April 2021
Volume 62, Issue 4
Open Access
Anatomy and Pathology/Oncology  |   April 2021
Coadministration With Carbidopa Enhances the Antimyopic Effects of Levodopa in Chickens
Author Affiliations & Notes
  • Kate Thomson
    Centre for Research in Therapeutic Solutions, Faculty of Science and Technology, University of Canberra, Canberra, Australia
  • Ian Morgan
    Research School of Biology, Australian National University, Canberra, Australia
  • Tamsin Kelly
    National Centre for Forensic Studies, Faculty of Science and Technology, University of Canberra, Canberra, Australia
  • Cindy Karouta
    Centre for Research in Therapeutic Solutions, Faculty of Science and Technology, University of Canberra, Canberra, Australia
  • Regan Ashby
    Centre for Research in Therapeutic Solutions, Faculty of Science and Technology, University of Canberra, Canberra, Australia
    Research School of Biology, Australian National University, Canberra, Australia
  • Correspondence: Kate Thomson, Centre for Research in Therapeutic Solutions, Faculty of Science and Technology, University of Canberra, University Drive, Bruce, Canberra, Australia; kate.thomson@canberra.edu.au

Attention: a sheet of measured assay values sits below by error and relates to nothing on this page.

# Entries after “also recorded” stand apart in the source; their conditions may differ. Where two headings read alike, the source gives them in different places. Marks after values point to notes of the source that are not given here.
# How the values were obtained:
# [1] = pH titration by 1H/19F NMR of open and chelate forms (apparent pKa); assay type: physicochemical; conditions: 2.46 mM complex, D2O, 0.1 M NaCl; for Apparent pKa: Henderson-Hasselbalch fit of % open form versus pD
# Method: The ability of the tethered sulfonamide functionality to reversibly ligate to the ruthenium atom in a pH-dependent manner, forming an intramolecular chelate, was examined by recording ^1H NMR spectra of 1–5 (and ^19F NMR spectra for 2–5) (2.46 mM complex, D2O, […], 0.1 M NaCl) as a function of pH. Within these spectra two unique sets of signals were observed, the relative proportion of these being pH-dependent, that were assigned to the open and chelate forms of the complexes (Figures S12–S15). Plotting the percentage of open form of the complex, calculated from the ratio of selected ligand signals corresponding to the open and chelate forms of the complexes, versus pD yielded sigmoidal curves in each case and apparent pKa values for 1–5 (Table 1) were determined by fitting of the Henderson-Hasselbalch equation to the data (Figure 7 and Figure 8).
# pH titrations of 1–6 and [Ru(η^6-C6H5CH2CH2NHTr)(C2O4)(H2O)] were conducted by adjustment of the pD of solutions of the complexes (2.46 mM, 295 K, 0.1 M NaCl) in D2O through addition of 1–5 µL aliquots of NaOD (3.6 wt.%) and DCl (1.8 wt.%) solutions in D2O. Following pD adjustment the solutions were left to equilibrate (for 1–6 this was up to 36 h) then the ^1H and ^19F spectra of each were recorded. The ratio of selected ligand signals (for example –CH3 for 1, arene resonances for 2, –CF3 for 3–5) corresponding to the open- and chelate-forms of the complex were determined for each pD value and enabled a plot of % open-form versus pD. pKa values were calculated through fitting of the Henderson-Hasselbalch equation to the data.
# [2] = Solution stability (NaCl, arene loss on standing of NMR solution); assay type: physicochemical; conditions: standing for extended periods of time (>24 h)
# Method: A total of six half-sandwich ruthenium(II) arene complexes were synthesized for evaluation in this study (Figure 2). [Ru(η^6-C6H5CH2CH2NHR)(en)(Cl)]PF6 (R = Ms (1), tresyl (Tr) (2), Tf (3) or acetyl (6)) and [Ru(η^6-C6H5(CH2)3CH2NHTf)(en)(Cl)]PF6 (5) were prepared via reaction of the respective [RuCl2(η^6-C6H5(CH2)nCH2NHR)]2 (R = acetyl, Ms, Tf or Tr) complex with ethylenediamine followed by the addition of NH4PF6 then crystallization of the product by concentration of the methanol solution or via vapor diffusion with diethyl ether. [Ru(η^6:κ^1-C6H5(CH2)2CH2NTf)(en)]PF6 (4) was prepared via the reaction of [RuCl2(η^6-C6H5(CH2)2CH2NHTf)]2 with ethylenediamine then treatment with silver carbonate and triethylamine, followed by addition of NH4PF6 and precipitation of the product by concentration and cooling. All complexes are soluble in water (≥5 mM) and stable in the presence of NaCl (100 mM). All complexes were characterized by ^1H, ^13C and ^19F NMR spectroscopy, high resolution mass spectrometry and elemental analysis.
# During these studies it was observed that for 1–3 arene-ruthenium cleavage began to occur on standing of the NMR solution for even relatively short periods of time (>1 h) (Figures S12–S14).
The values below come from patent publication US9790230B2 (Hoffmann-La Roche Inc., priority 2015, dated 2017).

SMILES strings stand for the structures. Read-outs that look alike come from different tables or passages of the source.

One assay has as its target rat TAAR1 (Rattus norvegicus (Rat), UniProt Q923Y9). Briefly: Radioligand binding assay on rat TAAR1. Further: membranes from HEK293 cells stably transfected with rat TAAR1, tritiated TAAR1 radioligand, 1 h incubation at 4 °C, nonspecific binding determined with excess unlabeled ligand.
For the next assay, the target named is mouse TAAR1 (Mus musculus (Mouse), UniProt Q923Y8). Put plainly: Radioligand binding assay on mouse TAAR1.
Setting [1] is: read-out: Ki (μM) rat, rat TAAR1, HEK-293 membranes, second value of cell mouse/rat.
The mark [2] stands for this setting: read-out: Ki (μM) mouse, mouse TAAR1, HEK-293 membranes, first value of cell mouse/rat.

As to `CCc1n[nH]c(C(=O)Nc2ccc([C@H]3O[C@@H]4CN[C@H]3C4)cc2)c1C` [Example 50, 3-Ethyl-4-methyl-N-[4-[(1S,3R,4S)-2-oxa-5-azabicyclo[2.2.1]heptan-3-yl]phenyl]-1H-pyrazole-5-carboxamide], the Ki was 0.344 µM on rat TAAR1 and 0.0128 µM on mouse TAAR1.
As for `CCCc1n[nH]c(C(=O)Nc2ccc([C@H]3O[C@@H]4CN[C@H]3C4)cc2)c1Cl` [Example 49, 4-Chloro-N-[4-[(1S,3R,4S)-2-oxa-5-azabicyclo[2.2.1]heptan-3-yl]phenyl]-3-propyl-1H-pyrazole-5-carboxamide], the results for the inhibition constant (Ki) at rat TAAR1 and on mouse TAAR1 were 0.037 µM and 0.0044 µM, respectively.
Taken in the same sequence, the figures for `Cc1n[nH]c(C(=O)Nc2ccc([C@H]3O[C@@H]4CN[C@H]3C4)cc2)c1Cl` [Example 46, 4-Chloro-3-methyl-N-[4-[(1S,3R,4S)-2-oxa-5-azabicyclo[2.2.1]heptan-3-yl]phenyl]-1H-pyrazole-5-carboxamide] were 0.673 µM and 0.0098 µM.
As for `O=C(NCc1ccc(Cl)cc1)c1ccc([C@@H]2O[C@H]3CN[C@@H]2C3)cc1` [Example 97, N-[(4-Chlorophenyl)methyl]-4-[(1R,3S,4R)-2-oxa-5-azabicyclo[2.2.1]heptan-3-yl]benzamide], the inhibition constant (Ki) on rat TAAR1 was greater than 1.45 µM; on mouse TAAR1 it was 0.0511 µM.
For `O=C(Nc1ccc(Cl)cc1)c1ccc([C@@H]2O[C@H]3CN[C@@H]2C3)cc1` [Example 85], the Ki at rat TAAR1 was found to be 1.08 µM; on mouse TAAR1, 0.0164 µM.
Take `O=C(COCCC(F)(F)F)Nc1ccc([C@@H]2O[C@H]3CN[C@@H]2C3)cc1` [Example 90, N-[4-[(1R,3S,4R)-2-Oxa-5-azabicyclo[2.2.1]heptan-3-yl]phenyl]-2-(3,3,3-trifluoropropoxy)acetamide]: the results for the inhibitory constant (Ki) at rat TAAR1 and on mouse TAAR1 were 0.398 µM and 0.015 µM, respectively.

Investigative Ophthalmology & Visual Science April 2021, Vol.62, 25. doi:https://doi.org/10.1167/iovs.62.4.25
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      Kate Thomson, Ian Morgan, Tamsin Kelly, Cindy Karouta, Regan Ashby; Coadministration With Carbidopa Enhances the Antimyopic Effects of Levodopa in Chickens. Invest. Ophthalmol. Vis. Sci. 2021;62(4):25. doi: https://doi.org/10.1167/iovs.62.4.25.

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      © ARVO (1962-2015); The Authors (2016-present)

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Abstract

Purpose: Topical application of levodopa inhibits the development of form-deprivation myopia (FDM) and lens-induced myopia (LIM) in chicks. Here we examine whether coadministration with carbidopa enhances this protection and compare the effectiveness of topical versus systemic administration. We also investigate the degree to which topical and systemic administration of these compounds alters retinal dopamine release and examine whether this is the mechanism by which they inhibit experimental myopia.